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© A2 Global Electronics Business | November 09, 2022

Chip shortage paves the way for fakes

The flow of counterfeit components always tends to increase during times of shortage – something that the EU’s intellectual property office and Europol have noticed. What is evident is that the wrong component in the wrong system can result in big problems.

Europol states in its Intellectual Property Crime Threat Assessment 2022 report that counterfeiters have been exploiting the global supply shortage in semiconductor chips.

“Supply chains are global and vulnerable to the introduction of counterfeits since typically several distributors handle components before they reach the manufacturing sites. Tracing the original supplier of the counterfeit semiconductors can be difficult when trademarked counterfeit chips are verified by the semiconductor firms,” the report reads.

The big problem with counterfeit components is actually twofold; one, there is unfortunately big money for the actors to make; two, unfortunately, it is difficult, expensive and time-consuming to catch and then prosecute the counterfeiters.

As Europol points out, disruptions in supply chains and the possible introduction of counterfeit components has the potential to cause serious failures to critical infrastructures. And counterfeiters may try to exploit high demand and supply shortages by introducing counterfeit semiconductors such as diodes to the market.

As most of us already know, semiconductors are an integral part of critical systems everywhere – from medical, transport, defence, and trade; the list goes on.

“The risk of privately used electronic devices being affected is also high. Additionally, counterfeit electronic devices may also feature malware and other harmful software, adding the risk of data theft,” the report continues.

Industry reports indicate that the current rise in counterfeiting costs consumer and industrial enterprises up to USD 250 billion annually. However, the actual amount could be substantially higher given the large number of counterfeits that go undetected. Furthermore, analysts believe that up to 15% of all spare parts and replacement parts acquired by the Pentagon are fake, making it clear that not only small businesses are at risk.

Johan Dahl, VP of Sales EMEA at the distributor A2 Global Electronics + Solutions, told Evertiq that the company sees a huge increase of substandard quality components per quarter, i.e. components that A2 Global does not release to the market. Under normal circumstances –  ergo when the global supply chain is not as constrained as it is today – it is closer to one case per quarter.

According to Johan Dahl, the most effective and the best thing you can do while looking for components is to turn to qualified sources and distributors who can qualify components and sourcing under ISO/IEC 17025:2017 accreditation and AS6171 certification.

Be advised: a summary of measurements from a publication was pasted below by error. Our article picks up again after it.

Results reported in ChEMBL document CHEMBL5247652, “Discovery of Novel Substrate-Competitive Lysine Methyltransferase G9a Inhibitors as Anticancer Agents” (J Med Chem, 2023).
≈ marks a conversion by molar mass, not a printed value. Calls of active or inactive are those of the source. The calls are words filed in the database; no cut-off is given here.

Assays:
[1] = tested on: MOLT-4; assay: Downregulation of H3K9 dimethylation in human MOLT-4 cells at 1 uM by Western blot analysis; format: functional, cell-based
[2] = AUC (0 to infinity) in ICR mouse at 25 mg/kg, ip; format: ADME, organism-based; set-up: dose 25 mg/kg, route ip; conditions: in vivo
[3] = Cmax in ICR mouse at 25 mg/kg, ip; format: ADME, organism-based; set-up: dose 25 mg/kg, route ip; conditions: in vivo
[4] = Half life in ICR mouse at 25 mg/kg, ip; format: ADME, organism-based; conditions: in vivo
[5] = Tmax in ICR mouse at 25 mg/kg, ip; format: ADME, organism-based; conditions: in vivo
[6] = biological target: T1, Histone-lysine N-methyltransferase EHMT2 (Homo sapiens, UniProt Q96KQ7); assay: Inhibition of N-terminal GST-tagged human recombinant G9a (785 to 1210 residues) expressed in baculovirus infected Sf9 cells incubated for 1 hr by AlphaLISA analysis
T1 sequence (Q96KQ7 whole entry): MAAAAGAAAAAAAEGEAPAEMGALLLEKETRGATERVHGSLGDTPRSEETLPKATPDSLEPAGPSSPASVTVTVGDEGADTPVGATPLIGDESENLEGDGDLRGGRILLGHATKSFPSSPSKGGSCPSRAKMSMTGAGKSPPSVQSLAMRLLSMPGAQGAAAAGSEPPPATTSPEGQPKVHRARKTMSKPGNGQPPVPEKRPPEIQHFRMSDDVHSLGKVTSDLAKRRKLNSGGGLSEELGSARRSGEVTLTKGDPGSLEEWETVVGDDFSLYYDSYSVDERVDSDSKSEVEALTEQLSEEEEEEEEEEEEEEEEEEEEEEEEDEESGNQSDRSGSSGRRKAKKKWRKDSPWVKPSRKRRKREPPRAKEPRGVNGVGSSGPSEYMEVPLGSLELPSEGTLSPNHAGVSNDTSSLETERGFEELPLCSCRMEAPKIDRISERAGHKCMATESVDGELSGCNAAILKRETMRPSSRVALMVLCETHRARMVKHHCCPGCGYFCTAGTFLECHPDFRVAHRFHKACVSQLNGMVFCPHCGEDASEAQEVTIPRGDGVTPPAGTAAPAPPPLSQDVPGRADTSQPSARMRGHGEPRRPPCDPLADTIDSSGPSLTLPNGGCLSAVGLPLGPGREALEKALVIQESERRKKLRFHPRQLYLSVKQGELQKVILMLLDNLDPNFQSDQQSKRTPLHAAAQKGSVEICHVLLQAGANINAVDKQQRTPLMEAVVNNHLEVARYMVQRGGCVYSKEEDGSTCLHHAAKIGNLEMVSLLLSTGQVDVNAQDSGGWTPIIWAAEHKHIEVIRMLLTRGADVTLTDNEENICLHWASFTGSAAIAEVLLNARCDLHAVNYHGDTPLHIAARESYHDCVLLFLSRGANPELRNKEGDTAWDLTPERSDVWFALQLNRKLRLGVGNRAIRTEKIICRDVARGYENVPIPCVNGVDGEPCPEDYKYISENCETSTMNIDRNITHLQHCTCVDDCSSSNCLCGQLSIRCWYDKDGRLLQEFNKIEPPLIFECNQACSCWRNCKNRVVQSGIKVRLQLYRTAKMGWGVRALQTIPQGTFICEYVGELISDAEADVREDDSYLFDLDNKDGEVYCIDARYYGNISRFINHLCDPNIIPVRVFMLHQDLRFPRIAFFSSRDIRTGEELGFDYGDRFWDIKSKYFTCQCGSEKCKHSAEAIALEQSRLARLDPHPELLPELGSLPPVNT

“Normally, companies turn to their Franchise and direct sources, but when it looks like it has for a while and you can't get what you need from your regular suppliers, some companies seem to cross their fingers and try to find the material through unqualified sources. The more one does it, the more risk one is exposed to. I recommend that companies do their due diligence. Is there a price on quality?” Johan Dahl explains to Evertiq.

There are a variety of different tools that may be used to detect these suspicious components, but they also vary differently based on the customer's needs and whether the component is intended for a dishwasher or a critical instrument such as a medical device.

Companies that work with longer commitments run a greater risk of being exposed to counterfeited components than, for example, those that work towards the communication and consumer markets. Consider the automotive industry or military markets where you must be able to ensure delivery of a product for perhaps up to 20 years and beyond.

“If the component you need is no longer being produced, you’re exposed to a greater risk as you have widened your search outside of regular distribution channels,” Johan Dahl explains.

To avoid these headaches in the future, one has to “plan for the future”. There are no if’s or but’s about it – there has to be a plan for each key component within a product. You need to be able to answer the question of which certain components will be replaced and when, but also which can be redesigned?

Johan brings up DMSMS (Diminishing Manufacturing Sources and Material Shortages) to the conversation. A three-level approach to avoid these issues; 1) always factor in the ongoing improvement of technology; when new products are released to the market, the technology used in the predecessor becomes obsolete, making it more difficult to repair the equipment they are used in. 2) The parts may simply become more difficult to obtain as fewer are produced as demand will naturally decrease. 3) Also consider that the materials required to manufacture the equipment/parts may become more difficult to obtain.

The advice here is to always consider “Maturity”, “Saturation” and “Phase-out” – that is, the entire life cycle of the product before committing.


If you are interested in the subject, Johan Dahl will – during the Evertiq Expo Tampere on 30 November 2022 – present an overview of the global component industry and also talk about how the market of counterfeit components is being countered.

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November 15 2022 12:19 am V20.10.16-2
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